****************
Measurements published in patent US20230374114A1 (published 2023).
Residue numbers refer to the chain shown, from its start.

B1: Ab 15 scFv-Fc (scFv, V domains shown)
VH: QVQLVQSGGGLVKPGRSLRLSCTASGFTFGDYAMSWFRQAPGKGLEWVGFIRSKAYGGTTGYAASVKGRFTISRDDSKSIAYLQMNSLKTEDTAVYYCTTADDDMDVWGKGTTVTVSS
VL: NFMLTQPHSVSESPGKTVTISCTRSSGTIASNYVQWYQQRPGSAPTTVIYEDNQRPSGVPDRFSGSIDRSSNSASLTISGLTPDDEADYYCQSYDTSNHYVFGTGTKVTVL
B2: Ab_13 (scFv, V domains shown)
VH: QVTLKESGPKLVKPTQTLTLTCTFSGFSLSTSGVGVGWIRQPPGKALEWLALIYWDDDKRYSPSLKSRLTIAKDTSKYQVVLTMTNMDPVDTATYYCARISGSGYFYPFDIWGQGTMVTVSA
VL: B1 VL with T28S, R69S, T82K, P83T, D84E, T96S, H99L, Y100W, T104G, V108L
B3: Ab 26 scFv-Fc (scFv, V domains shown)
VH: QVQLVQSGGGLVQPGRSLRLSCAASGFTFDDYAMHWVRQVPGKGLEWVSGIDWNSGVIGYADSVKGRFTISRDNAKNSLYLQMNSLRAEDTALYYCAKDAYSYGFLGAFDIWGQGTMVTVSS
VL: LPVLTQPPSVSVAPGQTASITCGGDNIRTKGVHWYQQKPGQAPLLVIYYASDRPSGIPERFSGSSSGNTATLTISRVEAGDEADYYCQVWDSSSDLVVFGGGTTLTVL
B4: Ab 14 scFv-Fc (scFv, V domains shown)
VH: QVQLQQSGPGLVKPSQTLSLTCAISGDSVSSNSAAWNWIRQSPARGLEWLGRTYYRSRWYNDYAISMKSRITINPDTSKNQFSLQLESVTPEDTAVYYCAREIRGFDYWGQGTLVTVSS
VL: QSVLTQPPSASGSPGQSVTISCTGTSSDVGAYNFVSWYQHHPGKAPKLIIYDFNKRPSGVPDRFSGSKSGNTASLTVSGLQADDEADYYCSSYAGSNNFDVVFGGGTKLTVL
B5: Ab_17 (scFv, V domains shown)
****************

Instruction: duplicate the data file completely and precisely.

Measurements published in patent US20230374114A1 (published 2023).
Residue numbers refer to the chain shown, from its start.

B1: Ab 15 scFv-Fc (scFv, V domains shown)
VH: QVQLVQSGGGLVKPGRSLRLSCTASGFTFGDYAMSWFRQAPGKGLEWVGFIRSKAYGGTTGYAASVKGRFTISRDDSKSIAYLQMNSLKTEDTAVYYCTTADDDMDVWGKGTTVTVSS
VL: NFMLTQPHSVSESPGKTVTISCTRSSGTIASNYVQWYQQRPGSAPTTVIYEDNQRPSGVPDRFSGSIDRSSNSASLTISGLTPDDEADYYCQSYDTSNHYVFGTGTKVTVL
B2: Ab_13 (scFv, V domains shown)
VH: QVTLKESGPKLVKPTQTLTLTCTFSGFSLSTSGVGVGWIRQPPGKALEWLALIYWDDDKRYSPSLKSRLTIAKDTSKYQVVLTMTNMDPVDTATYYCARISGSGYFYPFDIWGQGTMVTVSA
VL: B1 VL with T28S, R69S, T82K, P83T, D84E, T96S, H99L, Y100W, T104G, V108L
B3: Ab 26 scFv-Fc (scFv, V domains shown)
VH: QVQLVQSGGGLVQPGRSLRLSCAASGFTFDDYAMHWVRQVPGKGLEWVSGIDWNSGVIGYADSVKGRFTISRDNAKNSLYLQMNSLRAEDTALYYCAKDAYSYGFLGAFDIWGQGTMVTVSS
VL: LPVLTQPPSVSVAPGQTASITCGGDNIRTKGVHWYQQKPGQAPLLVIYYASDRPSGIPERFSGSSSGNTATLTISRVEAGDEADYYCQVWDSSSDLVVFGGGTTLTVL
B4: Ab 14 scFv-Fc (scFv, V domains shown)
VH: QVQLQQSGPGLVKPSQTLSLTCAISGDSVSSNSAAWNWIRQSPARGLEWLGRTYYRSRWYNDYAISMKSRITINPDTSKNQFSLQLESVTPEDTAVYYCAREIRGFDYWGQGTLVTVSS
VL: QSVLTQPPSASGSPGQSVTISCTGTSSDVGAYNFVSWYQHHPGKAPKLIIYDFNKRPSGVPDRFSGSKSGNTASLTVSGLQADDEADYYCSSYAGSNNFDVVFGGGTKLTVL
B5: Ab_17 (scFv, V domains shown)